(340af) High-Throughput Passive Microrheological Screening of Gelation Conditions of Protein Hydrogels | AIChE

(340af) High-Throughput Passive Microrheological Screening of Gelation Conditions of Protein Hydrogels


Meleties, M. - Presenter, New York University
Katyal, P., New York University Tandon School of Engineering
Lin, B., NYU Tandon School of Engineering
Montclare, J. K., New York University
Martineau, R. L., Air Force Research Laboratory
Gupta, M. K., Air Force Research Laboratory
Passive microrheology techniques such as multiple particle tracking (MPT) and differential dynamic microscopy (DDM) are effective methods for rapidly screening a library of materials or conditions. In protein-based materials research, use of these techniques can be advantageous to circumvent the grueling preparation of large quantities of sample and instead screen volumes on the order of tens of microliters. We’ve previously characterized the pentameric coiled-coil protein, Q, for its upper critical solution temperature (UCST) phase behavior across different pH levels, showing higher elastic moduli near its isoelectric point. These studies were extended further, using passive microrheology techniques to track the self-assembly and gelation of Q across different combinations of environmental conditions by varying pH levels and ionic strengths. The protein was confirmed to undergo faster gelation near its isoelectric point as well as at higher ionic strengths within the range studied. Additionally, MPT and DDM showed distinct advantages when compared to each other; MPT yielded information on the homogeneity of the phase transition via individual bead trajectories, while the lower computational cost of DDM allowed for high-throughput data processing. Coupled with computational modeling of the protein at the different conditions, these results provide insights into the driving factors of the self-assembly mechanism of coiled-coil proteins and suggest that electrostatic interactions play a key role.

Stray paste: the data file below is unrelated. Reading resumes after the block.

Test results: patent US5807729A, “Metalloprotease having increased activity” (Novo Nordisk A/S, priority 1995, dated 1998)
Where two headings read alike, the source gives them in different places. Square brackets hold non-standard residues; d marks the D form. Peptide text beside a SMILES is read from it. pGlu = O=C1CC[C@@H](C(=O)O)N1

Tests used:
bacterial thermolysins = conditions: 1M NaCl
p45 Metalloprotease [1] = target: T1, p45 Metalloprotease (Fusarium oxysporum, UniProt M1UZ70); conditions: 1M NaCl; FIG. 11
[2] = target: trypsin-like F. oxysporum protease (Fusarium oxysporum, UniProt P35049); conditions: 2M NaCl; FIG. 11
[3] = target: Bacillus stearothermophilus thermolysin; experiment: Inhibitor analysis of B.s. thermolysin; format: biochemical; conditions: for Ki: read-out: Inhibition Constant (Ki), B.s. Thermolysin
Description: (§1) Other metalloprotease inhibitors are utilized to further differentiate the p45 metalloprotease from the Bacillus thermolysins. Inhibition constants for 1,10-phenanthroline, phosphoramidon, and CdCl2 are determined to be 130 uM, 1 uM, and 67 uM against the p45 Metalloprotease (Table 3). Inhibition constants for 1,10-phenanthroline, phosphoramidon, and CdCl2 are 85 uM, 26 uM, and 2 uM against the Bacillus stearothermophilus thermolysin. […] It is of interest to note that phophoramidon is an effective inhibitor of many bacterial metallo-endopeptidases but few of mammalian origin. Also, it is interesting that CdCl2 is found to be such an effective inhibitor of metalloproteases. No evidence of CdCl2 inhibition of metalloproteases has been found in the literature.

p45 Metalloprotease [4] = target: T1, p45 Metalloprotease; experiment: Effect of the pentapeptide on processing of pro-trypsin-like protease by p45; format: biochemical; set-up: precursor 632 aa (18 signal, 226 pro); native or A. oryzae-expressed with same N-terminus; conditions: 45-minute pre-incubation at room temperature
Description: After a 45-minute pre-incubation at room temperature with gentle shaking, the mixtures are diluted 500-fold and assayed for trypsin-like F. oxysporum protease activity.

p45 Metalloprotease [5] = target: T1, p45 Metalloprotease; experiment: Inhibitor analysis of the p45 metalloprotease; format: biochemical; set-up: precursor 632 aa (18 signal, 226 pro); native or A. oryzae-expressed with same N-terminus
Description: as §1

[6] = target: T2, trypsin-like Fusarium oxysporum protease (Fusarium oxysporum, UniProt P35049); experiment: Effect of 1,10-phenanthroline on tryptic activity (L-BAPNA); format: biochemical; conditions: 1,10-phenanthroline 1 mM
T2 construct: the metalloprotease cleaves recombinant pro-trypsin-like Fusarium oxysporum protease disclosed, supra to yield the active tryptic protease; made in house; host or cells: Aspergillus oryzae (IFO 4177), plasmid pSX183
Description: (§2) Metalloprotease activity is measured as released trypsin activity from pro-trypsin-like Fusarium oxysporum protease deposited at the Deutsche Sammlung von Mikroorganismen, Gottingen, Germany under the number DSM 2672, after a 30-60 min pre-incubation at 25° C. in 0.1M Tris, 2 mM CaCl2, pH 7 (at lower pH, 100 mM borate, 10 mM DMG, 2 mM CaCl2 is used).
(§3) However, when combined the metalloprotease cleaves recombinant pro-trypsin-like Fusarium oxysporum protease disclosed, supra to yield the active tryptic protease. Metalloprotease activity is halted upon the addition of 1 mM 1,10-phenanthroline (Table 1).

Research Interests

The ability of biomaterials to be imbued with sensitivity to external triggers makes them attractive candidates for biomedical applications. My research interests lie in understanding the self-assembly of protein biomaterials in response to changing environmental conditions and external stimuli. These overlap with many industrial interests, specifically the development of new therapeutic modalities that utilize different stimuli to trigger release of drug products. By joining industry, I aim to broaden my knowledge of self-assembling biomaterials and how they can be optimized for use in therapeutics delivery.

Research Experience

Throughout my graduate studies, my research has focused on elucidating key factors that drive the self-assembly of a coiled-coil protein, Q, which is derived from the coiled-coil domain of cartilage oligomeric matrix protein. The effects of temperature on protein phase behavior has been widely reported on, particularly the lower critical solution temperature phase behavior that is exhibited by proteins such as elastin-like polypeptides; however, our work reports the first upper critical solution temperature (UCST) protein hydrogel that is based on a single coiled-coil protein. While UCST hydrogels are not traditionally used in biomedical applications because of their solution-to-gel (sol-gel) transition occurring at low temperatures, Q has shown promise in biomedical applications including drug delivery due to its ability to be stabilized at physiological temperature upon binding with the small hydrophobic molecule, curcumin.

The UCST phase behavior previously described is driven by electrostatic interactions between surface-exposed residues of the pentamer. To this end, it is critical to screen a multitude of environmental conditions (pH and ionic strength) in order to delineate the driving factors for self-assembly. Our work suggests that the minimization of electrostatic repulsions near the isoelectric point is believed to allow coiled-coils to self-assembly and eventually form a hydrogel via physical crosslinking of fibers. The information gained during from these studies can inform the design of new variants with varying surface charge representations. Due to the ever-evolving landscape of proteins and biomaterials, the development of design-build-test cycles such as the aforementioned one are crucial to developing novel materials.


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